it comes from:

Briefly put, you could try this if you wanted...

  1. backup your home folder from your vanilla Ubuntu installation to an external drive with the backups tool.
  2. install Ubuntu-Mate (see https://ubuntu-mate.org/download/)
  3. restore your home folder via the backup tool

Hope that helps :slightly_smiling_face:

An easier way to try Ubuntu MATE would be to install the ubuntu-mate-desktop package, which is basically a "meta-package" that installs all the bits that make up the Ubuntu MATE version of the MATE desktop. The downside is that you would end up with some redundant software choices (i.e. two media players). To install it in Ubuntu, you would type
sudo apt install ubuntu-mate-desktop
in the terminal/command line. Enter your password when prompted (nothing will show up, this is a security feature), then when it's done, logout. When you log in again, click the gear icon below the password field and select the option that says MATE or Ubuntu MATE (it's been a little while since I've done this). Then, you get the full Ubuntu MATE experience, including themes, wallpapers, and Ubuntu MATE apps like Welcome and the Software Boutique, without having to download and install Ubuntu MATE and restore from a backup. The time I did this, it was with Ubuntu Studio, but it should work the same way with normal Ubuntu.

@Newbie_Bob I can understand your bewilderment as I had the same learning curve when I moved over to Linux. For a ex-Windows, new user to Linux you have to open your mind to the endless possibilities in Linux:

  1. You can run almost any desktop on any Linux distribution. You're not stuck with whatever garbage desktop Microsoft thinks you "need". To keep things simple, you could theoretically install all of the desktop environments supported by Ubuntu (Gnome, KDE, Mate, Lxde, Budgie, etc) onto your Ubuntu 19.04 installation and pick whichever desktop environment you want to use from the login screen (with the cog button next to the password field). The only reason you don't want to do this, is that it may (but not always) mess up your desktop settings. I think this is the biggest shock for a ex-windows user, I know it was for me!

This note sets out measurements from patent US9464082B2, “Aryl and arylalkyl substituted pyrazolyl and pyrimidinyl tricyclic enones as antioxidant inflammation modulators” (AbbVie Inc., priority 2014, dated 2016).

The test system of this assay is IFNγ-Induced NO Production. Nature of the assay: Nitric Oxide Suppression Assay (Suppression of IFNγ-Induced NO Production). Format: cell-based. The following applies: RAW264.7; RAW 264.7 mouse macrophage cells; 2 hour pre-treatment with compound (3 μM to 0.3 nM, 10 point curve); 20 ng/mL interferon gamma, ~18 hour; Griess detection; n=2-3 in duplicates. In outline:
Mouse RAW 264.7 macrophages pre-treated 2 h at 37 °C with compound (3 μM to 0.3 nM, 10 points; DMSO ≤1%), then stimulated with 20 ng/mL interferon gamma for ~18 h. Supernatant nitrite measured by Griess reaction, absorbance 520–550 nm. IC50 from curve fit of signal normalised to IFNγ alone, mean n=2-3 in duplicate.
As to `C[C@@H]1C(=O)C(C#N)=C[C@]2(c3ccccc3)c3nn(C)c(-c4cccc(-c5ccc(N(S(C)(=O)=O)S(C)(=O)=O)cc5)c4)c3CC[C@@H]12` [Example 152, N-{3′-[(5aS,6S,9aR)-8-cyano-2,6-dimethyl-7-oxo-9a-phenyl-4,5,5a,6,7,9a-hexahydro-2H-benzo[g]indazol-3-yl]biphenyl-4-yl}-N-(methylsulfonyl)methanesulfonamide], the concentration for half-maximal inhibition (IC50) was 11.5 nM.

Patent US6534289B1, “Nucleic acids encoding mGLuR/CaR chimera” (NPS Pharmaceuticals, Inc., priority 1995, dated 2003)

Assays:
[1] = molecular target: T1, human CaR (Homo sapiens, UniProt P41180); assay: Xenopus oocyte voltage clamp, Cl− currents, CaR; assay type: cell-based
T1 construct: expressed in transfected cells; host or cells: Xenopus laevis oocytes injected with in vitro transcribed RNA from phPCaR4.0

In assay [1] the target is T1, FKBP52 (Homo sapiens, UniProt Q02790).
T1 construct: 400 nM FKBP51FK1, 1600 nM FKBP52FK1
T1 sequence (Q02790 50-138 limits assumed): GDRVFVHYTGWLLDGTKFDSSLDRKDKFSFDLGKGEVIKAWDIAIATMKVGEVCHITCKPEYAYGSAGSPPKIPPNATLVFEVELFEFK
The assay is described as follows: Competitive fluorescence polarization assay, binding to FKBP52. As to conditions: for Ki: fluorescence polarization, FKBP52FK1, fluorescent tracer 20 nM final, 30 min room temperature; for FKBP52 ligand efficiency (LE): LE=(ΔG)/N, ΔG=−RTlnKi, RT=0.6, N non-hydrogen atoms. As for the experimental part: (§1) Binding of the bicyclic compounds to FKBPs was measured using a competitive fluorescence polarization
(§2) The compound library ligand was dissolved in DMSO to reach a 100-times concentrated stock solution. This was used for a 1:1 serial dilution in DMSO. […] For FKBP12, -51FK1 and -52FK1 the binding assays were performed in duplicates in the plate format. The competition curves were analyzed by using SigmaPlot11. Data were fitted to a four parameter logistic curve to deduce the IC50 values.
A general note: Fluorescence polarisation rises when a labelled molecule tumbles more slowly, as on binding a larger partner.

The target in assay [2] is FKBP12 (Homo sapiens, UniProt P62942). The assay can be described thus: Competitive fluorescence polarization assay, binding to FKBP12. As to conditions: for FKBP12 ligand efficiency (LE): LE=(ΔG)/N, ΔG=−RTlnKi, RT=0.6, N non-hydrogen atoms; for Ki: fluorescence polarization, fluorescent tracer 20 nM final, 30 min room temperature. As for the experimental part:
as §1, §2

2. You can install multiple versions of a distro or different distros on the same machine and SHARE your home directory. You don't need to setup a separate home directory for each installation. You could install Ubuntu 18.04, 16.04 & 19.04 and Linux Mint on the same drive with all of them sharing the same home folder. When I first found this out, I nearly fell off my chair! Imagine that! Try doing that with a Windows installation! Setting this up is a bit tricky for the new user, but if you're brave, there are how-to wikis and how-to videos on YouTube.

  3. So you have 2 options, the easy one and slightly harder one. The easy one is just to install the mate desktop meta-package as suggested in the post above mine. Or the slightly harder option is to install Ubuntu Mate alongside vanilla Ubuntu for a more "pure" experience. Don't share your home directory for now and just restore your backup to get your settings on the Ubuntu Mate system. You can set this dual boot up easily with the Ubuntu Mate installer.

I hope all this information has blown your mind in a positive way - the only limits to setting up a Linux installation is your imagination :slight_smile:

Here's a great video by Joe Collins to explain to all new Linux users some of the fundamental differences between Linux and Windows:

Joe has an excellent Linux channel on YouTube and I highly recommend it for new Linux users. That's how I really got started in Linux! :slight_smile:

Another great video from Joe that shows you in great detail how a Linux distro actually works under the hood:

I hope you enjoy both videos! This video in particular was enlightening for me after I first made the switch :slight_smile:

Hi Nemo: Thanx for the good advice. Both MATE and "plain vanilla" are now installed on the same HD and appear to be working as advertised. The GRUB customizer tool was very helpful in changing the similar sounding names of both OSes. Still have a LOT to learn but am eager to do so thanx to helpful folks like you.

Best wishes.
Bewildered Bob

Excellent news Bewildered Bob! Glad to hear that my advice was useful. The dual boot you've set up is a good move for the beginning. Once you become more comfortable and knowledgeable with Linux, you can mix and match to get the setup that works best for you. Enjoy your Linux journey :slight_smile: